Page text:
Ben Franklin :: essays research papers

There was a man named Josiah Franklin. He owned a candle and soap shop in Boston, Massachusetts. The sign for the shop was shaped like a blue ball. Josiah had children, but there were often not living at home. Josiah invited guests to his home to talk and teach his children, but the guests were not aware that they were invited to teach the Franklin children. Both Josiah and his wife felt strongly about educating their children; they took their childrens' education very seriously. Benjamin, one of their children, always listened to the guests; he was a very bright child. Benjamin taught himself to read when he was only five years old. His parents wished that they could send Ben to school, but they were very poor. Once three very important men visited Josiah and told him of a new law which said that children must attend school. Josiah sent Ben to the Boston Latin School because the only expenses were books and fire wood. At the Latin School all the children were expected to learn fables by heart. The fables had lessons which the school master thought was an important part of learning. Ben's best friend's name was Nathan. Ben helped Nathan learn the fable "The Wolf and the Kid", while Ben learned "The Dog and his Shadow". At the time of the recital of the fables the school master said, "and Ben will recite "The Wolf and the Kid", which was Nathan's fable. Ben thought, "If I say that it is Nathan's fable, then the school master will get into trouble. If I recite the fable, then Nathan will get into trouble." Ben did nothing; he simply stood there looking up into the sky. Everyone said that Ben was lazy and that he could not even learn one fable. Josia h Franklin stood up and explained his son's behavior and the school master was very embarrassed. Josiah and Nathan's father both took their sons to the Writing School. Ben was good in every subject except math. An example of the type of math that Ben had trouble with is; 848 plus 262 equals 101010. Poor Ben would get a zero but his teacher would not explain the math to him. Ben loved science and frequently did experiments. His first experiment was paddles to make him swim faster. When he tried his newly invented paddles he found that although he could swim faster the paddles hurt his wrists.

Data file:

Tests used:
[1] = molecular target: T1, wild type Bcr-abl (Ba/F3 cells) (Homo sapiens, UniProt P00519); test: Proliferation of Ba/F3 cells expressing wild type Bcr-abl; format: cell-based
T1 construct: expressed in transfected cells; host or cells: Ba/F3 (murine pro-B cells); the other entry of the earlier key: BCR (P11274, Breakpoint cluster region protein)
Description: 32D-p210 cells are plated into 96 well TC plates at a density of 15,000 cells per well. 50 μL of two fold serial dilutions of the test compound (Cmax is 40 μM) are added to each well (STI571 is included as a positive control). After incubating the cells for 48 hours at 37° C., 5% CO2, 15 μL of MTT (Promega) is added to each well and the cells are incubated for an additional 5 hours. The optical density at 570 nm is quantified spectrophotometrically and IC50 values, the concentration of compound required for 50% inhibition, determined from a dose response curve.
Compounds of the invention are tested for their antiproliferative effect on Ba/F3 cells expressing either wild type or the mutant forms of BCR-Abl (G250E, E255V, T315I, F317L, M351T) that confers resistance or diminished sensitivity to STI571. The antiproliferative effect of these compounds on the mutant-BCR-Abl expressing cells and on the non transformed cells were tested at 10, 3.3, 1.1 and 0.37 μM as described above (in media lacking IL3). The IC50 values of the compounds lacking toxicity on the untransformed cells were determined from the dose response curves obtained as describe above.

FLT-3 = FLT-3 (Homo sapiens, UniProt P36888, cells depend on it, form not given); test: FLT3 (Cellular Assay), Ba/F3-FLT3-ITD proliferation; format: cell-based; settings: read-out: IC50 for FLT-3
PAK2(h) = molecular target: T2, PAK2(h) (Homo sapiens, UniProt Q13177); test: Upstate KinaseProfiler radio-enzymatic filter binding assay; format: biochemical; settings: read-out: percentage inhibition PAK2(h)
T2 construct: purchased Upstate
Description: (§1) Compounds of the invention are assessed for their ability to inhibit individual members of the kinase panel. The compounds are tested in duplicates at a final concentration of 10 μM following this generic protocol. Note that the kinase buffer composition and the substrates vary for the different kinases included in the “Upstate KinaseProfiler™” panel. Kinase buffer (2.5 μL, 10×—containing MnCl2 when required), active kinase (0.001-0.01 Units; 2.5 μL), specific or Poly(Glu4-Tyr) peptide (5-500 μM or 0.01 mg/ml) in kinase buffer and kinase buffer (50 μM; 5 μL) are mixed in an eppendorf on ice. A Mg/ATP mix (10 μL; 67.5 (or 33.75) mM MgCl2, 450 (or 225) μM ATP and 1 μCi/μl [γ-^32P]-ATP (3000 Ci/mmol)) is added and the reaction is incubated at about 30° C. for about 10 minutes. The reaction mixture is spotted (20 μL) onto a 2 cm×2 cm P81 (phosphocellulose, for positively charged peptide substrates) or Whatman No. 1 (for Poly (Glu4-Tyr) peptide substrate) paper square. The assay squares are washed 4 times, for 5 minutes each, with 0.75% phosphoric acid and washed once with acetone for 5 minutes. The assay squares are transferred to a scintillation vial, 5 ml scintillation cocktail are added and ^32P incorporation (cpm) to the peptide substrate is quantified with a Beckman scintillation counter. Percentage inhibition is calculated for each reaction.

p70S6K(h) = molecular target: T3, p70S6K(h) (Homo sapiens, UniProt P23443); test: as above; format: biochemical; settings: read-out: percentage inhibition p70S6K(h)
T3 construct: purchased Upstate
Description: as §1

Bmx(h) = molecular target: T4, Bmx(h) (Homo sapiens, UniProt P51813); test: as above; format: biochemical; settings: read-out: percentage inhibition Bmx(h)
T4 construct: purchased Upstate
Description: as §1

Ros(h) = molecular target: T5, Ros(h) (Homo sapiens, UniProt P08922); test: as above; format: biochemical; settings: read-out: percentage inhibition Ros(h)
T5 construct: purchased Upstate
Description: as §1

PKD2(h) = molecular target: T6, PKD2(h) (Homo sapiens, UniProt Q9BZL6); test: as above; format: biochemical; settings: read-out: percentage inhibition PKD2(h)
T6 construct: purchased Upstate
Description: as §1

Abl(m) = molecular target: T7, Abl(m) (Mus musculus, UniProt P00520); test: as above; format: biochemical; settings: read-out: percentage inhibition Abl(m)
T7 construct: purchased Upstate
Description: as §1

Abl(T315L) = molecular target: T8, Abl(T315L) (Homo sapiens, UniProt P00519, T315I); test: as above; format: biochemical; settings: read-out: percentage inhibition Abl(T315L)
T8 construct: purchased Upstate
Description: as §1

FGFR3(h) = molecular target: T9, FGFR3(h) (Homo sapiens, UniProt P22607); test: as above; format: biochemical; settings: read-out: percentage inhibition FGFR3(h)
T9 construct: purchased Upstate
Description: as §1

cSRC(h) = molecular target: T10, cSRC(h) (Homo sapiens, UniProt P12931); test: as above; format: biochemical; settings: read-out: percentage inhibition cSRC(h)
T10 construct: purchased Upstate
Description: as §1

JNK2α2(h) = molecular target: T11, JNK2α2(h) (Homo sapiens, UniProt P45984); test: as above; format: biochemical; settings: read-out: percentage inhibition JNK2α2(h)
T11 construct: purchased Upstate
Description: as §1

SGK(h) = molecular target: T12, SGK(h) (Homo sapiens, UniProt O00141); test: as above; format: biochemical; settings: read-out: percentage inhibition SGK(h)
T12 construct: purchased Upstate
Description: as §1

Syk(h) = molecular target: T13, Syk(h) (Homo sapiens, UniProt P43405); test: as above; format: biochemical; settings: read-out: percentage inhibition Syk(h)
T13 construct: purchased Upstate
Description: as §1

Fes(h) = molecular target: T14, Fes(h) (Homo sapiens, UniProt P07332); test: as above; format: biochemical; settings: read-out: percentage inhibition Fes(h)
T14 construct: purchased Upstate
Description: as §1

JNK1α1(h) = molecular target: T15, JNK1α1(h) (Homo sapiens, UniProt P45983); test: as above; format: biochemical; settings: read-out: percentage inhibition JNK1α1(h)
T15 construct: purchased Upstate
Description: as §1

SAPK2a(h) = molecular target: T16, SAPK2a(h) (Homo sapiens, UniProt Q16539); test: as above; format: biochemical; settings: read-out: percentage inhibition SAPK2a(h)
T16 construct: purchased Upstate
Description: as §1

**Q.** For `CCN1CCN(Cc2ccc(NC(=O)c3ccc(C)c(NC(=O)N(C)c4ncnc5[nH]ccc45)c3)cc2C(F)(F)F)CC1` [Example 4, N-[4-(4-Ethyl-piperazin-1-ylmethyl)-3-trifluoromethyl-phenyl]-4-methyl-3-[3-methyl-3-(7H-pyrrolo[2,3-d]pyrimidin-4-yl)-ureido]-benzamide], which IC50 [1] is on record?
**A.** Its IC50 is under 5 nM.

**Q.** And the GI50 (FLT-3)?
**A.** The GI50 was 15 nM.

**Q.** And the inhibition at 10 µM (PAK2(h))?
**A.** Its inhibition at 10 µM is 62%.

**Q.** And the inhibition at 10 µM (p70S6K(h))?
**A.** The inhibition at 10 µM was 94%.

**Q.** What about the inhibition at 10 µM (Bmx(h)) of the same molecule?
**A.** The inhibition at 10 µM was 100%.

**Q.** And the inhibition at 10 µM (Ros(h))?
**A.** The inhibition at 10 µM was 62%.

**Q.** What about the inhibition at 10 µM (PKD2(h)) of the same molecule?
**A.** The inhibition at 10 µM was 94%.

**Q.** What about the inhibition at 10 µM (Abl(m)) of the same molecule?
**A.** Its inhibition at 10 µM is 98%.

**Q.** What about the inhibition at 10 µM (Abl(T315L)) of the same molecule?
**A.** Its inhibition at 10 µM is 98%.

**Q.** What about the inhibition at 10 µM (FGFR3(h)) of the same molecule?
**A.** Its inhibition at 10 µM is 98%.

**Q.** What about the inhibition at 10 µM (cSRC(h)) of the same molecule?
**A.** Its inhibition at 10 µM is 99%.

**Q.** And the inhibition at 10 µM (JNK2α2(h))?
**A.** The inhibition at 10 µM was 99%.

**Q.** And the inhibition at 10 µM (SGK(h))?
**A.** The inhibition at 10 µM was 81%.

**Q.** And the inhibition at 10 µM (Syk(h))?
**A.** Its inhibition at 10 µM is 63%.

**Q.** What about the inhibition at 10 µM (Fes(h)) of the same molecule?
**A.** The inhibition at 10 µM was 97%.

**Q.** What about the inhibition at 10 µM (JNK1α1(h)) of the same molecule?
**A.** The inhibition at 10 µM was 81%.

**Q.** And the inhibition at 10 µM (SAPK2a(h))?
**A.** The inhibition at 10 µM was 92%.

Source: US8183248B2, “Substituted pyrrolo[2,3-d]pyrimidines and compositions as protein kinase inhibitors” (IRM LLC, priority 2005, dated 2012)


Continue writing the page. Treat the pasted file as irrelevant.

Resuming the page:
Tuesday, January 14, 2020

Employee Benefits at HealthCo